I am furious today. Furious at yet another incidence of the sort that was reported a few weeks ago – the Indian judiciary, usually at the vanguard of reforms, change, and justice in a society where such values rarely benefit the common man. It is exasperating to note that ‘child of an unwed mom must name father in passport’ as says this link here . By ‘father’ here, it means ‘biological father’.
Apparently, the Ministry of External Affairs had clarified on November 1 after such a case first popped up earlier, that the mother only needed to produce a birth certificate of the child and submit an affidavit that she was a single mother, also saying that the slot for father’s name may be left blank. But, this view is apparently not being supported by some of the judiciary and the Central Government. The case cited here is anyway about a mother who had a child with a man who refused to take responsibility, but the lady not only brought up her child single-handedly but also married another man who accepted her as well as her daughter. Now, the judges have asked the mother to include the name of the child’s biological father, rather than the stepfather who is actually performing the role of a ‘father’ to the child.
My thoughts go back to the Mahabharata. Krishna, who was born to Devki but was brought up by Yashoda. Karna, who was born to Kunti but lived, got famous, and died as a ‘Radhey’ and not Kounteya.
My view is that it is downright abominable for a civilization to call itself civilized by divesting a child of its right to care, respect, love, and opportunity. My fury rails against this tradition of rewarding paternity, and only paternity – where even a matrimony is subservient to paternity. In my eyes, having children i.e. in very bare terms procreating is one thing and being parents, worthy parents, responsible parents quite another.
Kunti gave birth to a child but was unprepared to be a mother. Ironically enough, Karna’s father was the Sun-God, the one who gives life to us all, our entire world depends on him. And yet, Karna would have been considered illegitimate. Whatever the interaction between the Sun-God and Kunti it may have been, in its current form the epic is unequivocal about laying the responsibility for the encounter on Kunti’s teenaged shoulders. There are messages in there I wish not to analyze for the time being.
Yashoda, did not give birth to Krishna, but fulfilled the role of a mother. And, this also must be said, Nanda fulfilled the role of a father. In fact, there are hymns and poems and songs composed to describe Yashoda’s love for her son.
So, I cannot, for a minute, fathom this very Tess-of-the-d’Ubervilles sort of disposition of the Indian political, administrative, and judicial system. To label a child born out of wedlock as illegitimate, to divest him/her of love, affection, respect, growth, and opportunity is inhumane. After all, it is not the child who made a choice. The choice was made by parents. The parents were not ready to assume their responsibility after committing actions that led to the birth of their child. In the light of this matter, who is illegitimate, really? Is it the child or the parents? Our society rains scorn upon such children but it begs logic and rationality! I see that here, we are doing the same thing as with issues of sexual harassment — we blame the victim.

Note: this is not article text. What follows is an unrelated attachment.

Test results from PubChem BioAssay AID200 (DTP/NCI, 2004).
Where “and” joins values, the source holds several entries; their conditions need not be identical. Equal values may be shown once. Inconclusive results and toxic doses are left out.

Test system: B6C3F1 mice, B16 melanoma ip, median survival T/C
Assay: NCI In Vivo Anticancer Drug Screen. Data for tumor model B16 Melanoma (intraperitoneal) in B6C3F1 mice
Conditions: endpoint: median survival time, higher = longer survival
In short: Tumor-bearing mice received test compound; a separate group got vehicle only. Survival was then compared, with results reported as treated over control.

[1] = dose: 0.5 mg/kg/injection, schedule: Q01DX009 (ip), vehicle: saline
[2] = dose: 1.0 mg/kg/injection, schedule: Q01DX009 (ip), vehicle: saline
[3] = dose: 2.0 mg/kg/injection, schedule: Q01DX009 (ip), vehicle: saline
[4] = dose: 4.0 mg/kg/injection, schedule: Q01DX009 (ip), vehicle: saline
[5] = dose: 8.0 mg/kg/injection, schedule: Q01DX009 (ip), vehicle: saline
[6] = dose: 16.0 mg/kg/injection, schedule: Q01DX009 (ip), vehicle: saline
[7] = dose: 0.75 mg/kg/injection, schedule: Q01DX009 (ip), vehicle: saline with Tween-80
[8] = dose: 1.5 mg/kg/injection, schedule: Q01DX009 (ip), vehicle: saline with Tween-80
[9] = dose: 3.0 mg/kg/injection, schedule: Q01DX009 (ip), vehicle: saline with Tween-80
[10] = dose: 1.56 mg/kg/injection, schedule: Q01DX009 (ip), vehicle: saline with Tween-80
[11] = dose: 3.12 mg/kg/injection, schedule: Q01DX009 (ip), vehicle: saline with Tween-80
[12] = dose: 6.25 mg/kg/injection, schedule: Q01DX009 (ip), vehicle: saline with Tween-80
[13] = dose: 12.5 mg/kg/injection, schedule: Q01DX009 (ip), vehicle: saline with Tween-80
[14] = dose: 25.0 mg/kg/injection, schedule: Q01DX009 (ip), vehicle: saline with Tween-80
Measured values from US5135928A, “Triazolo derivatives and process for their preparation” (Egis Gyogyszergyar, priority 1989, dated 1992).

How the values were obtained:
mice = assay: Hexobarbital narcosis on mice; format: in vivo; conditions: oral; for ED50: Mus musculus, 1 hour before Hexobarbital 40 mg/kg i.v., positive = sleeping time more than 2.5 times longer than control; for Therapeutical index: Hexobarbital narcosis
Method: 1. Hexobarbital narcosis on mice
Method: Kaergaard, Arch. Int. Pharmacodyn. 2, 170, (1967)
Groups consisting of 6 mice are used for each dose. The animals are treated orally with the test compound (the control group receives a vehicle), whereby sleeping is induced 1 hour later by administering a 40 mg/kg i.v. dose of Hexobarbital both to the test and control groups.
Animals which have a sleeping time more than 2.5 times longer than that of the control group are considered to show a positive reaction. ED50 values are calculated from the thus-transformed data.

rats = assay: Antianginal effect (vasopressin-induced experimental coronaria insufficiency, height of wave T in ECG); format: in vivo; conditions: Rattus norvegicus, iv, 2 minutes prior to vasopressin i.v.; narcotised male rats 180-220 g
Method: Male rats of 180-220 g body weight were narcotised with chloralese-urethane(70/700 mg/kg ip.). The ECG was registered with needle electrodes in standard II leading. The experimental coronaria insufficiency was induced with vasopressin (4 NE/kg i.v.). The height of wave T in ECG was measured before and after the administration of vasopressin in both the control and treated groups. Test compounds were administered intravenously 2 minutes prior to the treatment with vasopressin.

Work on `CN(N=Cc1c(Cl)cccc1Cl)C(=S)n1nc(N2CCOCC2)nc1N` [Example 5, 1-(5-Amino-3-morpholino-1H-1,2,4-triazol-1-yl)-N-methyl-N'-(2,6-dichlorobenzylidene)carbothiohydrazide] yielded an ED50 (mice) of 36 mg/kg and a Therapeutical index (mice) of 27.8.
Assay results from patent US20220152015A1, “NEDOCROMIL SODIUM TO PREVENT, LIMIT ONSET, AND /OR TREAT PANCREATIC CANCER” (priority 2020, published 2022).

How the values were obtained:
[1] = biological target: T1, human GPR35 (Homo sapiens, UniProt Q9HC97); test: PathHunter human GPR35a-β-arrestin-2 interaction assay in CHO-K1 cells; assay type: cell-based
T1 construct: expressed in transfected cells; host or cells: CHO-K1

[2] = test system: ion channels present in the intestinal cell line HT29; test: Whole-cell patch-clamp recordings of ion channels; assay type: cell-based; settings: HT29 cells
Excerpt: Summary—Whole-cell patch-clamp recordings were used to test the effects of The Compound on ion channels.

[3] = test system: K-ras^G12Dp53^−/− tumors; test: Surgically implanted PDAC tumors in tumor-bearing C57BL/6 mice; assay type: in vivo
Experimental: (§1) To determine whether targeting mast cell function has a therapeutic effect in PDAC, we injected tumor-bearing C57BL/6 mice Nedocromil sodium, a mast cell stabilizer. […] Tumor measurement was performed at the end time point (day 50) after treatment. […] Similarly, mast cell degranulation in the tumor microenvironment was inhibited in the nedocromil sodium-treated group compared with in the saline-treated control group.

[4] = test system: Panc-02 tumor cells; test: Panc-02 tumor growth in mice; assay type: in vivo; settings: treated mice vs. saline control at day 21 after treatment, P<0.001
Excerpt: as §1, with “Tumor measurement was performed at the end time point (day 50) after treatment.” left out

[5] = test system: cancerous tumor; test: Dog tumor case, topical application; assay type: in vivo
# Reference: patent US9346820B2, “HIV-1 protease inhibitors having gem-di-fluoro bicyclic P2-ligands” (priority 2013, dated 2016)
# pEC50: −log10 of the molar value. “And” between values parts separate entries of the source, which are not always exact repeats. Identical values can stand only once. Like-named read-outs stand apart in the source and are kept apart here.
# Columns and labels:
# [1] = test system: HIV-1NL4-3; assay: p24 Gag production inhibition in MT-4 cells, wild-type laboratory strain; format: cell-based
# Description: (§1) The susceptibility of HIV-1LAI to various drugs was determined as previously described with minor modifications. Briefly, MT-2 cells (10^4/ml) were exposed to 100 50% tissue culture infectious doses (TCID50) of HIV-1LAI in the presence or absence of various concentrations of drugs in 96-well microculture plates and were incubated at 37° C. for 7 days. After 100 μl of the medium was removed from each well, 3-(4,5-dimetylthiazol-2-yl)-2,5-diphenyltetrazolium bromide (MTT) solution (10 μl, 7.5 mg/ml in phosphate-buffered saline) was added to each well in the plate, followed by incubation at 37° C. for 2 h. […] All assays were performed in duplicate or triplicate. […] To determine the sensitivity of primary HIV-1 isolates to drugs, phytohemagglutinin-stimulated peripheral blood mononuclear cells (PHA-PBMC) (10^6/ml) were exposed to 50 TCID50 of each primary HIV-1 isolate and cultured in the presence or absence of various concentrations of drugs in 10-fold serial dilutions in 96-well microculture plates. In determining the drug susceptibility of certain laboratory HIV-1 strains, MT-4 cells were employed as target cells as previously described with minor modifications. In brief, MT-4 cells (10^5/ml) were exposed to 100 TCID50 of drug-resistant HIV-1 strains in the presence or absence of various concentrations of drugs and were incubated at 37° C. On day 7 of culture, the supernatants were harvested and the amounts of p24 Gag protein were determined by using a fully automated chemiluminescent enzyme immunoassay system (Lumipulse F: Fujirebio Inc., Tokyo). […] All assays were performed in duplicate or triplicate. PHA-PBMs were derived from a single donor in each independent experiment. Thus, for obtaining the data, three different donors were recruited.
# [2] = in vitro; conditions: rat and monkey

The courts have already made space for the so-called “illegitimate” offspring when it comes to inheritance (Remember N D Tiwari’s case?), so why this reserve when it comes to doing justice to mothers? Why is a mother being obliged to state “how” she conceived her baby, asking her to clarify if she was raped, when she herself does not want to, or when the father refuses to take responsibility.
I chanced to look at the definition of the word ‘illegitimate’. The meaning given here is: 1) Not authorized by the law; not in accordance with accepted standards or rules 2) (of a child) born of parents not lawfully married to each other. 3) a person who is illegitimate by birth.
Do you see the incongruity here? The parents, who may be unable to assume parenthood of a child they have created, for whatever reasons ranging from not being married to a one-night stand to being underaged and therefore not being married, not being married on account of some degree of fraud or cheating on either end, or rape even, just whatever the reasons may be!, the act undertaken remains just the same. The act is not sanctioned by the society but the nature – that great equalizer – does not differentiate. Thus, it is the act and the actors that need to be scorned, looked down upon if at all. If. At. All. The child, never. It is the parents who become illegitimate, by not being ready to shoulder the responsibility of the life they created.
I hope someday to see this definition.
P.S. I am no fan of the term love-child as a satisfactory replacement for illegitimate child – I am sure the political correctness bandwagon waved a stick there. If the child’s creational circumstance dares to be existential it should perhaps occur to us to label ‘ignorance’ child for children born to mothers – another child – too young to know what’s happening to them as in the case of child marriages that are rife in our rural areas. There can be many more such epithets, you see…